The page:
Mass exodus of staff - page 3

Our morale is at an all time low. New administration took over and now they are reducing staffing to the point where you really just cannot do a good job. We are stretched so thin we are all ready to... Read More

  1. Visit  Williams75 profile page
    0
    @Beeker: I had to quit my job because I had a high risk pregnancy. Don't quit! I found out the hard way. Today spoke with an agency and the recruiter told me that you should never quit. Maybe an option is turn per diem and do the minimum required until you are ready to come back.
  2. Visit  samadams8 profile page
    0
    I think we will be seeing more of this as the economy continues in the toilet--and as we approach inevitable inflation.
  3. Visit  delilas profile page
    0
    Before quitting, consider PRN work. I know its different for every place, but here it's only required to work one shift every two weeks; you wouldn't burn a bridge during a difficult job search time while pregnant. It would be better than no money at all (ie, quitting) and you'd only have to tolerate the workload a much shorter amount of time. Being pregnant gives the perfect excuse that is not "I hate this place."

    With luck, things will eventually change. But if they don't, you've secured yourself until you can safely look for another job.
  4. Visit  GadgetRN71 profile page
    0
    Quote from beeker
    Our morale is at an all time low. New administration took over and now they are reducing staffing to the point where you really just cannot do a good job. We are stretched so thin we are all ready to snap. Half of our floor has given notice or quit. No one is being hired. All of the higher paid (well seasoned and EXPERIENCED) nurses are being let go for various bogus reasons. One entire floor now is all new grads. I love new grads, but there needs to be SOMEONE to go to when you have a question! Their charge has been there less than 6 months. It is all about the almighty dollar. You would think that having so many nurses quit or get let go and leaving the hospital SO UNDERSTAFFED would make the administration nervous, but they seem to be moving forward with the whole "take more patients" and hope no one dies route. So discouraged.
    We've been going through something similar, it sucks. Our evening staff is getting pummeled, and TPTB don't seem to care. They'll care when a horrible mistake gets made and then they'll only care about stringing up the nurse in question. Often no one on our shift gets a supper. I know that in many departments, that's usual, but in the OR, it's not.

    And we don't do traumas. This is almost all elective surgeries. We can have a horrible night and then get picked at by day shift and/or management, because rooms weren't set up perfectly. It's insane. People are reaching a breaking point.

    Sorry for the vent- that was therapeutic though!
  5. Visit  Anne36 profile page
    0
    Im not in hospital but sometimes I feel like I work in one. Our facility has been taking on more acute residents lately , IV antibiotics, post- operative patients, isolation patients, extreme geri-psych, etc. The last few nights have been awful, running over shift and still not getting it all done. We are not staffed for this level of care and I have heard both CNA's and Nurses say that they might quit in the last week. I know one postion is now opened up because of a Nurse either being let go or quitting over issues could be fixed by staffing.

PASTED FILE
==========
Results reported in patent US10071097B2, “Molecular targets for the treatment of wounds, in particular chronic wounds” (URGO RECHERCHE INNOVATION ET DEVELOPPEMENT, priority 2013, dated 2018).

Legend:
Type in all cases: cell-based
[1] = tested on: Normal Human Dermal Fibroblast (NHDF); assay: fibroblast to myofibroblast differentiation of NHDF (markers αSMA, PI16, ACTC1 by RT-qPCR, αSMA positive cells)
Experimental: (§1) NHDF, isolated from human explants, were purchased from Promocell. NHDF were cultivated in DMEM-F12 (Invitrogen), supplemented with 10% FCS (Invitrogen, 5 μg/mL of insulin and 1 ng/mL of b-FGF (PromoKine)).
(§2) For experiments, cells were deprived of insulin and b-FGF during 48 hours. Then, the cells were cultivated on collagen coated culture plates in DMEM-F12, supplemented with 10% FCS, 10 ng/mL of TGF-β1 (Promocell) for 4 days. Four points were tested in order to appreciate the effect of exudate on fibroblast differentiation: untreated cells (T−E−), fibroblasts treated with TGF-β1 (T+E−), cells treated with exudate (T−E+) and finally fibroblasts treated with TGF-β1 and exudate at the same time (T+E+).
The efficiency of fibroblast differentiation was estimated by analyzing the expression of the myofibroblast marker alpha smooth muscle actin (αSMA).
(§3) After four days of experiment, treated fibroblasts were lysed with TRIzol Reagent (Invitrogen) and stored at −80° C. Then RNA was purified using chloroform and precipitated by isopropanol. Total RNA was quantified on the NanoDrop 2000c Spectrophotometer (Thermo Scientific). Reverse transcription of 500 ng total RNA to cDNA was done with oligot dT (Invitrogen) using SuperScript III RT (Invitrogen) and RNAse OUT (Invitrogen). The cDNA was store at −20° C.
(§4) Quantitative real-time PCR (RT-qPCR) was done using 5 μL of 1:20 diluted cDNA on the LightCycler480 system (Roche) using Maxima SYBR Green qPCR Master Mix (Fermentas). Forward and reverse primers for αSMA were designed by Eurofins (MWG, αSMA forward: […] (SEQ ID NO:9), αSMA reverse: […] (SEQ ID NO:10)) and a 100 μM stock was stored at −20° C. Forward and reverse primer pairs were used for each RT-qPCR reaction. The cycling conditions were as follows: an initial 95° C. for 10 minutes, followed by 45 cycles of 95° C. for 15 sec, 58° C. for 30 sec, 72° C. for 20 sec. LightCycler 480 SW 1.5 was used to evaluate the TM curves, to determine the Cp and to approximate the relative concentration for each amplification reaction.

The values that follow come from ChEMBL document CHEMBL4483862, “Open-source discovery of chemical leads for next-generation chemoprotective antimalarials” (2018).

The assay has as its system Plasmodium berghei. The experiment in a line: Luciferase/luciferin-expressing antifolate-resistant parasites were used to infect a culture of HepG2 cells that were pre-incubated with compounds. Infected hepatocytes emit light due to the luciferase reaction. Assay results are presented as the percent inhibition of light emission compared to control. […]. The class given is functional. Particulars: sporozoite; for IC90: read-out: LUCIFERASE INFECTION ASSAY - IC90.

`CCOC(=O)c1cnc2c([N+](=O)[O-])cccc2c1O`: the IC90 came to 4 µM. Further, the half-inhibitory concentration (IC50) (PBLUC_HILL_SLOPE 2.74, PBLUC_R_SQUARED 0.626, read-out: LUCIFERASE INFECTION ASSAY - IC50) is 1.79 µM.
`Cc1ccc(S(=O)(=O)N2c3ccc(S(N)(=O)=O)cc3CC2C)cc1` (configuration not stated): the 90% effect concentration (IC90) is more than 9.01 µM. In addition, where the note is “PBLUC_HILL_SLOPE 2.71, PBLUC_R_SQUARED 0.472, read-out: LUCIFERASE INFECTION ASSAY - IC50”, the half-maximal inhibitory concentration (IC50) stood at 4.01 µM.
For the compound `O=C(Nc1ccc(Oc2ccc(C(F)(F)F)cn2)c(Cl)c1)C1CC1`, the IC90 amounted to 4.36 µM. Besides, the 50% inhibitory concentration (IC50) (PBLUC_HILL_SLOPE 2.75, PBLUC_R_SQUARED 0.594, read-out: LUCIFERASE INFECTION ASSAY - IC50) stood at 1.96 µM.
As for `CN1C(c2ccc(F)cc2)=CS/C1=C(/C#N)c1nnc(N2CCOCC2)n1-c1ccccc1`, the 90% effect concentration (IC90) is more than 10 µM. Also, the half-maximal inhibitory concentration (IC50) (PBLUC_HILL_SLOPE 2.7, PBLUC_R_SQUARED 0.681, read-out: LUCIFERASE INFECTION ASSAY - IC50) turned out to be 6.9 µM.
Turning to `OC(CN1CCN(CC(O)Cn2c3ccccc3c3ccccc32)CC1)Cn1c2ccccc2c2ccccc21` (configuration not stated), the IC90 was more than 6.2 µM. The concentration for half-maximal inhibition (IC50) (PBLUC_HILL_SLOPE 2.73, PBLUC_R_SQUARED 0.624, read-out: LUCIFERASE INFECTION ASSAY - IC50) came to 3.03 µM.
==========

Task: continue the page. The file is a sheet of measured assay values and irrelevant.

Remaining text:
I was very anxious last night at work, a resident on IV antibiotics had complaints of "hot flashs", and low Spo2, and stated that they "hope they are not having an allergic reaction to the antibiotics". I am one LPN to 40 residents in an LTC and ofcoarse no Dr in the facilty or any way to deal well with someone who would have a reaction to an IV antibiotic. If one thing comes up like this my whole night is blown to Hell, needless to say I was in and out of that room all night and called the Dr over this resident. Other residents did not get their regular charting or assessments done and most I only laid on eyes on only when passing meds as quickly as I could. I also had a resident with a head injury (nasty gash on the head still bleeeding) after a fall that had been to and from the hospital same day, etc.
  6. Visit  DSkelton711 profile page
    0
    I haven't worked in the hospital for 20 years because it got so bad. I can't even begin to imagine what it must be like now. All I can say is that if you are mentally, physically, emotionally burnt to a crisp and feel like you can't go on like that anymore, then it is time to leave. No place is worth you being miserable and afraid.
  7. Visit  nurse2033 profile page
    0
    The multimillion dollar settlement they might pay would come out of a different budget bucket. How about an anonymous call to the local news station about the plummeting safety issues?
  8. Visit  beeker profile page
    0
    Quote from delilas
    Before quitting, consider PRN work. I know its different for every place, but here it's only required to work one shift every two weeks; you wouldn't burn a bridge during a difficult job search time while pregnant. It would be better than no money at all (ie, quitting) and you'd only have to tolerate the workload a much shorter amount of time. Being pregnant gives the perfect excuse that is not "I hate this place."

    With luck, things will eventually change. But if they don't, you've secured yourself until you can safely look for another job.

    You can't just go prn on my floor, you have to wait for a prn spot to be advertised and apply for the opening. There are none available. There have not been for the entire year I have worked here. For some reason, they are hiring part time, no prn and no full time. I think its a benefit saver thing, but that is just an idea.


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